My husband really loves scones. If left to his own devices in a Peet's or Starbuck's, he comes out with an enormous coffee and an equally enormous scone -- usually one with some sort of sugary glaze on top. Too sweet for me. I like the scones I fell in love with during my college semester in the U.K. A biscuity scone with just a touch of sweetness and absolutely no PopTarts-style frosting on top. Those are the scones that make me want to sit down, immediately, with a cup of tea and the crossword puzzle.
So when I came across Molly Wizenberg's scone recipe this summer, I was determined to make the scones that I craved. Of course, I am a mom of two little children, so I don't actually get to sit down for a "cuppa" (as my Scottish grandma says) and a puzzle. Which explains why it is late November and I am just now getting around to trying that scone recipe that I've had my eye on since mid-summer. C'est la vie.
There is a silver lining to my lack of free time, however. Had I tried this recipe any earlier, I would not have had an overabundance of leftover Thanksgiving cranberry sauce on hand. And so I would not have made this particular, amazing version of these scones. And, man, these babies were worth the wait! They are nicely crumbly and the perfect balance of sweet and tart.
If you don't have cranberry sauce leftover from Thanksgiving, don't fret. Just take the basic scone recipe and add fillings of your choice. See the link to Molly's recipe, linked above, for lots of ideas. Or just think about the best scones you've had in your life . . . were they lemon? berry? almond? maple? raisin? ginger? I've got some ground hazelnuts leftover from a pumpkin pie, so I might experiment with those, next! One note: Because my cranberry sauce is very sweet and very cinnamon-y, I did not otherwise flavor the dough. So if you are not using cranberry sauce, you will likely need to add about 3 TBSP of sugar (based on Molly's recipe) and a bit of the spice of your choice. (If you don't have cranberry sauce, I bet you could just use some frozen cranberries and add 1/4 c of sugar, cinnamon, and maybe a bit of orange zest.)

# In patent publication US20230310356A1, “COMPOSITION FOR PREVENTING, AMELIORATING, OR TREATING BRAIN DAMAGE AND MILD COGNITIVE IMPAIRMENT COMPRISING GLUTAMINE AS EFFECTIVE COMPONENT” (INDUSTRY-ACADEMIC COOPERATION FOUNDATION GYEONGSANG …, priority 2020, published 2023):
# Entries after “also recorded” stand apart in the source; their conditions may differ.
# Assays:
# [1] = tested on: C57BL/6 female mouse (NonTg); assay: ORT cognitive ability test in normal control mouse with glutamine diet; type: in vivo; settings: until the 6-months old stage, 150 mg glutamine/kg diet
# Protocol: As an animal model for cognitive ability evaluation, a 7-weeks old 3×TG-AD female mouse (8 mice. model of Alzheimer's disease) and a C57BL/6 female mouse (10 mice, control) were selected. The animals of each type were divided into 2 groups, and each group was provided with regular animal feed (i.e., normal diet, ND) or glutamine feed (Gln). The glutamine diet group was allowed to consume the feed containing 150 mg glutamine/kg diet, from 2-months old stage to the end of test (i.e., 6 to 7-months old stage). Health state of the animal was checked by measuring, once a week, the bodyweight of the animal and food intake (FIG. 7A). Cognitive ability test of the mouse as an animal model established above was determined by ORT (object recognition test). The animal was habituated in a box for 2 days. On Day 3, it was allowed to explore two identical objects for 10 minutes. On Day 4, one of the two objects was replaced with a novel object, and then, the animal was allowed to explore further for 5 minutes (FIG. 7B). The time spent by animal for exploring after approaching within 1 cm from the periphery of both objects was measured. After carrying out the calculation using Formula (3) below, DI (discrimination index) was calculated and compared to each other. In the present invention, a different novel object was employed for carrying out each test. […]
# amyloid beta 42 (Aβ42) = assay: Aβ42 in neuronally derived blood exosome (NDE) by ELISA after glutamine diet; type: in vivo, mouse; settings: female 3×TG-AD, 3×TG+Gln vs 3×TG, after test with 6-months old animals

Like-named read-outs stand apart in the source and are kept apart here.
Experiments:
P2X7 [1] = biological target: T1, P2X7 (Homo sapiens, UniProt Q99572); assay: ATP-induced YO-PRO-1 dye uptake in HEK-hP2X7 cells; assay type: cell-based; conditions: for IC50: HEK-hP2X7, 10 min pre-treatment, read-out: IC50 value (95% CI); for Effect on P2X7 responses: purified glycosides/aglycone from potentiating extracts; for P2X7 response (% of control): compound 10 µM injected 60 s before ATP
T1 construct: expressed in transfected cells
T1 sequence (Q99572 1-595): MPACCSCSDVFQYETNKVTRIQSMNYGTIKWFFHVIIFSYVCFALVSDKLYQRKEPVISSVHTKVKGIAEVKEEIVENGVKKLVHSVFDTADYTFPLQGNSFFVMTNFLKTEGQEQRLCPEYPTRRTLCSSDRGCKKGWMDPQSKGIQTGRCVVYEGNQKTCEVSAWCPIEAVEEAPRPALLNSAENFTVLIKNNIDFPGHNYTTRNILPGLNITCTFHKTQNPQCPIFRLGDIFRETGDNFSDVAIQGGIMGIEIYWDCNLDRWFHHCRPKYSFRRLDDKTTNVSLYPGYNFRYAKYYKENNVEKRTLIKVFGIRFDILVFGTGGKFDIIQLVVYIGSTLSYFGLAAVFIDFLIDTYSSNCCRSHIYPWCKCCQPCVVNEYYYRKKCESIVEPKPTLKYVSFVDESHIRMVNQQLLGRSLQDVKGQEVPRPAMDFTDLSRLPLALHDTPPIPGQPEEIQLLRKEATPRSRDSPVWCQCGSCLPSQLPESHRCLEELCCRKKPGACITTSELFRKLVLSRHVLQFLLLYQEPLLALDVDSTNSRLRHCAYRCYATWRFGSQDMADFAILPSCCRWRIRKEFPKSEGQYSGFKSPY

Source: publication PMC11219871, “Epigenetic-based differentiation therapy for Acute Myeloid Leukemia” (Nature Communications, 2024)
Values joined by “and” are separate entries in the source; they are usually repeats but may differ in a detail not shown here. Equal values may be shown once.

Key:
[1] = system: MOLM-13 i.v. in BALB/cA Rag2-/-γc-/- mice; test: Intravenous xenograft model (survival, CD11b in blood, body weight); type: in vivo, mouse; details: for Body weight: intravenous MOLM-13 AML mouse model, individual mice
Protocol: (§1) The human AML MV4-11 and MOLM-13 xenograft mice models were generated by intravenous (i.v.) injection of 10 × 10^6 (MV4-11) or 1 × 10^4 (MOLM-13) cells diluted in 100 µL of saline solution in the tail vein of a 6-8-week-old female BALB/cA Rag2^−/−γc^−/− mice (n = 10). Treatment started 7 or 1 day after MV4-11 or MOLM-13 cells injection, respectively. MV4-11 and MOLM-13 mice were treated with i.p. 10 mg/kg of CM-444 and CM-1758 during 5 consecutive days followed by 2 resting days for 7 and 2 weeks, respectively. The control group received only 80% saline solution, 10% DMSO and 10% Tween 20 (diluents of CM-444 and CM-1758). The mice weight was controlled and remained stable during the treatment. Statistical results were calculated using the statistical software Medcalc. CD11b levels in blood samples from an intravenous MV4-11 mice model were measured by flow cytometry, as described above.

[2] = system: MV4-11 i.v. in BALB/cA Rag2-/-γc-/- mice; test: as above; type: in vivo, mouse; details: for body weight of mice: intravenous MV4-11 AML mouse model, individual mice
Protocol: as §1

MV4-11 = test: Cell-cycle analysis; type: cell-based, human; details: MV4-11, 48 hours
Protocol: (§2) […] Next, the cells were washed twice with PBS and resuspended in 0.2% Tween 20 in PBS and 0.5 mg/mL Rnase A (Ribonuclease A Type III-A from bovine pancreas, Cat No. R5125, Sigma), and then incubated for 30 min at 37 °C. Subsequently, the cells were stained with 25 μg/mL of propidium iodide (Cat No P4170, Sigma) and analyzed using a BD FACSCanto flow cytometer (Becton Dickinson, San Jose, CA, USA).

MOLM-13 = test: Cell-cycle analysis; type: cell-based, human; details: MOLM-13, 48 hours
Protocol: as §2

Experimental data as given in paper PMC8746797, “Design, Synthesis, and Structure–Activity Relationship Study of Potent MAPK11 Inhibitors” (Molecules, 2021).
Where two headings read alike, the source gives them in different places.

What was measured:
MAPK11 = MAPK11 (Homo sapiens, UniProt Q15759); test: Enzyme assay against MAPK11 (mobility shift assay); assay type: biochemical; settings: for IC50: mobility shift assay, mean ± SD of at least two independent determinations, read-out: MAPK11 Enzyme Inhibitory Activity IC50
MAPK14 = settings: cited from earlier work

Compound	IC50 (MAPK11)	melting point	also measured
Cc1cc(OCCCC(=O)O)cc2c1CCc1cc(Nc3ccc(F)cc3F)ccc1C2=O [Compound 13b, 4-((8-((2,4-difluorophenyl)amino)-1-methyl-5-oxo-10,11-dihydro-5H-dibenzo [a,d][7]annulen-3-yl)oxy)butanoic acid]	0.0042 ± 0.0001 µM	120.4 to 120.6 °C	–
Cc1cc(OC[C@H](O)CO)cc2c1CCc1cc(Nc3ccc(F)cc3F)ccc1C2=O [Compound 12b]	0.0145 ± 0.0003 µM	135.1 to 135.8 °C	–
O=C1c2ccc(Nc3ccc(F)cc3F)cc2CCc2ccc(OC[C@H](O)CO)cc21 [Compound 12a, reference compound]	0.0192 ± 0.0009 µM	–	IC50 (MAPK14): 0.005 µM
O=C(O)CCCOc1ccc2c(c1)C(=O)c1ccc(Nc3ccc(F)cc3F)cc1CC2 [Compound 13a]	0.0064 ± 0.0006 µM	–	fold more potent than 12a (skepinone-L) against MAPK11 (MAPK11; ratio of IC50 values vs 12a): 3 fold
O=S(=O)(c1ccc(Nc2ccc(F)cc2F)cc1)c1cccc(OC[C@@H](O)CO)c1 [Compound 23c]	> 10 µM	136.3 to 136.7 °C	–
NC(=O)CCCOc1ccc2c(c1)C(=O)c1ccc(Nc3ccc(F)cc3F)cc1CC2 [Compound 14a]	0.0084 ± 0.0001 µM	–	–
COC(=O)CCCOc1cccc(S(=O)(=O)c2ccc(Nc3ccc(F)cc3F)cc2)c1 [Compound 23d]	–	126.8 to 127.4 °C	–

I ended up making three batches of these today and then followed the suggestion in Molly's book to freeze them for holiday gifts. In a world of Christmas chocolates and cookies, I think my daughter's teachers will appreciate a box of scones.
Source: adapted from A Homemade Life, Molly Wizenberg
Makes: 8 scones
Time: about 10 mins. of prep and 12 mins. of cooking time
2 c flour
2 tsp baking powder
1/2 tsp salt
4 TBSP cold, unsalted butter, cut into 8 dice
1/2 c half-and-half, plus more for glazing
1/2 c cranberry sauce
Preheat the oven to 425.
In a large bowl, whisk together the flour, baking powder and salt. Using your hands, rub the butter into the flour mixture, squeezing, rubbing, pinching with your fingers until the mixture resembles a coarse meal and there are no butter lumps bigger than a pea.